Monitoring the condition of semi-natural vegetation : the application of remote sensing and geographical information systems (GIS).

Williams, Jeremy Hugh. (1992) Monitoring the condition of semi-natural vegetation : the application of remote sensing and geographical information systems (GIS). PhD thesis, Prifysgol Bangor University.

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The principal objective of this thesis was to investigate the use of remote sensing and Geographical Information System (GIS) technology in the survey and monitoring of semi-natural, vegetation. The effects of acidic deposition and airborne pollutants on vegetation were of particular interest during the 1980s and early 1990s. A first experiment studied the effect of simulated acid rain on the reflectance of birch seedlings. Plants exposed to acidic treatments lost the characteristic reflectance curve shape of healthy green vegetation. Spectroradiometer data were used to discriminate between plants in different rainfall treatments. A second experiment studied the effects of combinations of pollutant gases (03, S02+NO2, and 03+SO2+NO2) and acidic mists on the reflectance of white clover. Plants in the two treatments containing ozone showed marked changes in reflectance, and were statistically separable from the control. Simple and 4-waveband vegetation indices showed positive linear relationships with shoot dry weight. Plants in the treatments containing ozone showed marked decreases in shoot dry weight and vegetation index. Airborne Thematic Mapper (ATMý data were used to study the relationships between remotely-sensed radiance and water and soil chemistry on a large flood-plain mire in south Wales. Strong relationships between radiance and chemistry were found, suggesting associations between nutrient concentrations and the health and vigour of the mire vegetation. A study on the Glyderau mountains in Snowdonia investigated the potential for mapping upland vegetation using Landsat Thematic Mapper (TM) data. It addressed the problems involved in classifying highly variable ground cover on valley floors, steep slopes and high plateaux, and the problems involved in reconciling the need for a generalised vegetation map with the fine detail present on the ground and in TM data. Pre- and post-classification digital spatial filters were used to produce TM classmaps which agreed closely with the ground survey data. GIS was used to extract management information.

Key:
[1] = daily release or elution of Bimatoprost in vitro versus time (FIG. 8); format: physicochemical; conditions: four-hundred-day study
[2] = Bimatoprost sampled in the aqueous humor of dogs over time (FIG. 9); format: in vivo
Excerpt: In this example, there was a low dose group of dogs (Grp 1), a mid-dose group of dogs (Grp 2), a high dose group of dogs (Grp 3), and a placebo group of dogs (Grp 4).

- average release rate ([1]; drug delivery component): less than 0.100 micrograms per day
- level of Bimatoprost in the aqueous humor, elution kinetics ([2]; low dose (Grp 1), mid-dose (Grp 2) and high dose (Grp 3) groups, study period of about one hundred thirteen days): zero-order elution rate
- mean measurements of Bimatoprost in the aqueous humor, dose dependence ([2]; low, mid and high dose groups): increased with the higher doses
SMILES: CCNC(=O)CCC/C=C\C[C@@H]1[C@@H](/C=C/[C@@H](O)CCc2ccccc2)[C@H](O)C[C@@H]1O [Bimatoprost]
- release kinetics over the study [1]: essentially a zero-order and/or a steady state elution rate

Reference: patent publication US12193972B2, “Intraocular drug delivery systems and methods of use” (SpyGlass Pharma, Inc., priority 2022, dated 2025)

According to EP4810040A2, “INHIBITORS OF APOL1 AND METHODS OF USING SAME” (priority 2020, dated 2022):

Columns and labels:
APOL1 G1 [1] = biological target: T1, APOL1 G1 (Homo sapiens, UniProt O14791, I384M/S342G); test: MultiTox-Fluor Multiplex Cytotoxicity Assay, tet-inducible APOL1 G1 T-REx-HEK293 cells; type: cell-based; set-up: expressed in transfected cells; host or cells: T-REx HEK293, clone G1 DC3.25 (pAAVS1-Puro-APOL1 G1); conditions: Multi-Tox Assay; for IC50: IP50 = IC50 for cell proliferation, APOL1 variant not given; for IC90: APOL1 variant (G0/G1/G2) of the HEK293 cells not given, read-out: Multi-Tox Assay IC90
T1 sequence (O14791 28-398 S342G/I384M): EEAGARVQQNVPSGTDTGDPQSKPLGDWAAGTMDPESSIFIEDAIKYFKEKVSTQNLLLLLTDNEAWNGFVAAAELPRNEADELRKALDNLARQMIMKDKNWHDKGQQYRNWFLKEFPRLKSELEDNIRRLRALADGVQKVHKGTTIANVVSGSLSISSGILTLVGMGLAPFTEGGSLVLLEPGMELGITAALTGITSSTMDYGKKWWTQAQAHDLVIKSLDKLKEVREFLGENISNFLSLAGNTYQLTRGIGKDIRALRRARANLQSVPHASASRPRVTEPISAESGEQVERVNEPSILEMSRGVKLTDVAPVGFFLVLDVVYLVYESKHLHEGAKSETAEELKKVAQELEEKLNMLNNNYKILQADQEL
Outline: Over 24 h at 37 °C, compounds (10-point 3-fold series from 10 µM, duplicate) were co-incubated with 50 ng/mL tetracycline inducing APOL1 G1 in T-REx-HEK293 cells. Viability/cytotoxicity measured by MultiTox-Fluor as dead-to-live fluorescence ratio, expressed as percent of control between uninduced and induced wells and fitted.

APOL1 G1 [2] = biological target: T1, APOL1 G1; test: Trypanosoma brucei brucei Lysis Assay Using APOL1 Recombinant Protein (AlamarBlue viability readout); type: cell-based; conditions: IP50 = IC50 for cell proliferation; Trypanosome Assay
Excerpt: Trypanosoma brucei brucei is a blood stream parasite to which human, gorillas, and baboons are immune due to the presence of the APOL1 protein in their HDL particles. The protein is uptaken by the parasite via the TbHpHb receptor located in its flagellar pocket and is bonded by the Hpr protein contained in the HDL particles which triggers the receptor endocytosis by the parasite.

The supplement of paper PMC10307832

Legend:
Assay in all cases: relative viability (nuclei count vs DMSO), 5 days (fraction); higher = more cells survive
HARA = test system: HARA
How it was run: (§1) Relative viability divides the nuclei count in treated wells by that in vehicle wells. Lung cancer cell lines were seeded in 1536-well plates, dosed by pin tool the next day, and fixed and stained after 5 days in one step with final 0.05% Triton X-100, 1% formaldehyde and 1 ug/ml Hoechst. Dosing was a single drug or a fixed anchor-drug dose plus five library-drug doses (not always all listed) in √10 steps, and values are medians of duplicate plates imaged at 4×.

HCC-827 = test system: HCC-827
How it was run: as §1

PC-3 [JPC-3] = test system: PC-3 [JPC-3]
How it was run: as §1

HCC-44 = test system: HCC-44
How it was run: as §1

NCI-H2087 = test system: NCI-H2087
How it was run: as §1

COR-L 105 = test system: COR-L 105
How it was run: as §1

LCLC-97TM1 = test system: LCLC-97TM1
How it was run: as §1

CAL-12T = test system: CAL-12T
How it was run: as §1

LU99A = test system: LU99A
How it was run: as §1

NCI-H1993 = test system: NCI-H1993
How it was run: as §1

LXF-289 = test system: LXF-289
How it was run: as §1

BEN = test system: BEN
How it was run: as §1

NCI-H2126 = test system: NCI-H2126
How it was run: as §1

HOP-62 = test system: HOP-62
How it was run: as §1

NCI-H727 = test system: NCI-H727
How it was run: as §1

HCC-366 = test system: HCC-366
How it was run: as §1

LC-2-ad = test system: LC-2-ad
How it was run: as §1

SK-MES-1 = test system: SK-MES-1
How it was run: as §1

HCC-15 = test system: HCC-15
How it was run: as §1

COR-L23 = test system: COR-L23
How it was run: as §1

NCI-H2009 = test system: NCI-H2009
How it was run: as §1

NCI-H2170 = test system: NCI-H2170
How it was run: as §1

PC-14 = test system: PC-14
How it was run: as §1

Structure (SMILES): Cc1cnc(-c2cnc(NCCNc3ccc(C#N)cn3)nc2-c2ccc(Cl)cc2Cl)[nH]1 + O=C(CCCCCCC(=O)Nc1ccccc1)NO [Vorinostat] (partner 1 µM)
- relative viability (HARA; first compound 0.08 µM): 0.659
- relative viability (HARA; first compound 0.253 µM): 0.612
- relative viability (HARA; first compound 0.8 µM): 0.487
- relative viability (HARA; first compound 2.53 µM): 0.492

Item Type: Thesis (PhD)
Uncontrolled Keywords: Geography Pattern recognition systems Pattern perception Image processing Botany
Subjects: Degree Thesis
Departments: College of Natural Sciences > School of Biological Sciences
Degree Thesis
Date Deposited: 14 May 2015 04:18
Last Modified: 15 Sep 2016 10:31
URI: http://e.bangor.ac.uk/id/eprint/4141
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